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Famous French writer Georges Pérec was always interested in cinema. He notably took part in Alain Corneau's thriller "Série Noire" (1979) five years after this adaptation of his own novel. Shot by Bernard Quesyanne and awarded with the Jean Vigo prize, the filmmaker found an adequate cinematographic language to capture the somewhat desolate spirit of the novel.
A student who's about to end his studies decides overnight to stay completely indifferent to the world that surrounds him. It's a silent, black & white movie only enhanced by a woman voice over which introduces the young hero to the audience and comments from his own standpoint his actions. Although we don't know the reasons of his retirement from the world, we learn many things of his lifestyle: his bedroom, his wage, his eating habits, his wandering all over Paris etc... It's interesting to note down the mellow voice-over of the woman that gradually gets worried and angered. Indeed, our student is at first completely silent and indifferent but then anxiety, fear overcome here. Is it really possible to stay indifferent like that during a lifetime? Is there a possible exit?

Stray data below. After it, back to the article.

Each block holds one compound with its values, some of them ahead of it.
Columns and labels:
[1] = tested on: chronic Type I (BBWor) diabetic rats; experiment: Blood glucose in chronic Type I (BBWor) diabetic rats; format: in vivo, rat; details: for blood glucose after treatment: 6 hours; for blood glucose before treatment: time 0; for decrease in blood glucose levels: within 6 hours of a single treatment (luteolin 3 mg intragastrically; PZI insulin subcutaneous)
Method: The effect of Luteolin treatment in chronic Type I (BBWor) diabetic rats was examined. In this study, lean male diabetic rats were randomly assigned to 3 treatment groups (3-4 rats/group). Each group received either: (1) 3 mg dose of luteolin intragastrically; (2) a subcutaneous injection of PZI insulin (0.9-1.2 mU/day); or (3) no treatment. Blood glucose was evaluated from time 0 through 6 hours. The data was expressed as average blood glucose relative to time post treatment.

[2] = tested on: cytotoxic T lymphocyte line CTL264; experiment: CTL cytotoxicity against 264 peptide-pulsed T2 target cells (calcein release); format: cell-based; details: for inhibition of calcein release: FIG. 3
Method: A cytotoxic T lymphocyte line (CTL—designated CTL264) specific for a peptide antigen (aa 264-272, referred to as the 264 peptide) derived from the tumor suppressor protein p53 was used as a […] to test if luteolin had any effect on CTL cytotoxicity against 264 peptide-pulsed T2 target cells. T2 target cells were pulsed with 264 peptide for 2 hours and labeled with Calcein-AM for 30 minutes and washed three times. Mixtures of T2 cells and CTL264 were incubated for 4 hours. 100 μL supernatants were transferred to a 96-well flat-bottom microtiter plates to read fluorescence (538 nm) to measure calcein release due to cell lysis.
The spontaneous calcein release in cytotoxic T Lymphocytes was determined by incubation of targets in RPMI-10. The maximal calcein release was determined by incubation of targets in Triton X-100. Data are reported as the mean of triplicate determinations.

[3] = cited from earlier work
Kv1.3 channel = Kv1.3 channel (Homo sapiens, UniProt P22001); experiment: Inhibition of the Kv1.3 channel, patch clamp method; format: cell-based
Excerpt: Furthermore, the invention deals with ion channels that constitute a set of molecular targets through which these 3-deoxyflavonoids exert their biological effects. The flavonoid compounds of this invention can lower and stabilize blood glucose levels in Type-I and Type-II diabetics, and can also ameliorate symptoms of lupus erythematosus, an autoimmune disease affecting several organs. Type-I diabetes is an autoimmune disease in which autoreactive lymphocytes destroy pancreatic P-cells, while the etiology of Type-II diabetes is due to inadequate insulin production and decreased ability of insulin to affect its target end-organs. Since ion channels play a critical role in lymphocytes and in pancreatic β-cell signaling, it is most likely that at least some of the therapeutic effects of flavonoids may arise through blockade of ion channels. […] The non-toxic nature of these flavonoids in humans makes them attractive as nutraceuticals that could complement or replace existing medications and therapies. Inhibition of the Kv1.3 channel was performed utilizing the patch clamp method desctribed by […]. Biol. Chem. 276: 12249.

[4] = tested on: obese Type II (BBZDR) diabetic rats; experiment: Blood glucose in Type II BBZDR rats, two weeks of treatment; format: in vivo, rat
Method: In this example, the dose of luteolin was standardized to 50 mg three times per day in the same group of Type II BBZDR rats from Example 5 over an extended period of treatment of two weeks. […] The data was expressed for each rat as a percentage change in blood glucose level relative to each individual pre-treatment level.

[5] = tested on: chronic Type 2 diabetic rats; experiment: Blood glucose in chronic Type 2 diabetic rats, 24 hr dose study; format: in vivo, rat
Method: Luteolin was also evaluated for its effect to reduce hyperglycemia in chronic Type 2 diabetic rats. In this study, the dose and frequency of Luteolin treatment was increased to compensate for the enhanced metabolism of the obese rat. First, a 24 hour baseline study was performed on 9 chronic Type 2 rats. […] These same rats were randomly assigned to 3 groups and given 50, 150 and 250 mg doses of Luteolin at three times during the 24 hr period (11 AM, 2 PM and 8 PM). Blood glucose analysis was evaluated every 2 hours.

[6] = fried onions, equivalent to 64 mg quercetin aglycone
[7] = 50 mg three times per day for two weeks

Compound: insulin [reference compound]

This film could be a cousin of Alain Jessua's debut film "La Vie A L'Envers" (1964) in which a man stops to comply to the routine of everyday life. Such is also the case here. Only the voice-over enables the audience to penetrate the empty soul of this young man and to try to decipher his thoughts although as I previously said his motivations to refrain from social life remain blurred. Through him, Pérec wanted to express his view on French society but in a neutral way. He was always interested in it and showcased it in several of his books especially "La Vie: Mode D'Emploi" (1978). Given the anguished tone adopted by the voice in the second half of the film, the writer probably feels fear towards the banality and the mundane character of everyday life that offers no exits. Perhaps that's what our main hero tries to do: to stay in silence to try to discover another world. But it is bound to fail. So what to do?
Jacques Spiesser is perfectly directed and his expressionless faces capture the nothingness he voluntarily creates all around him. He is at the center of an arty film which tries and succeed to depict the humdrum common life that can verge towards absurdity.
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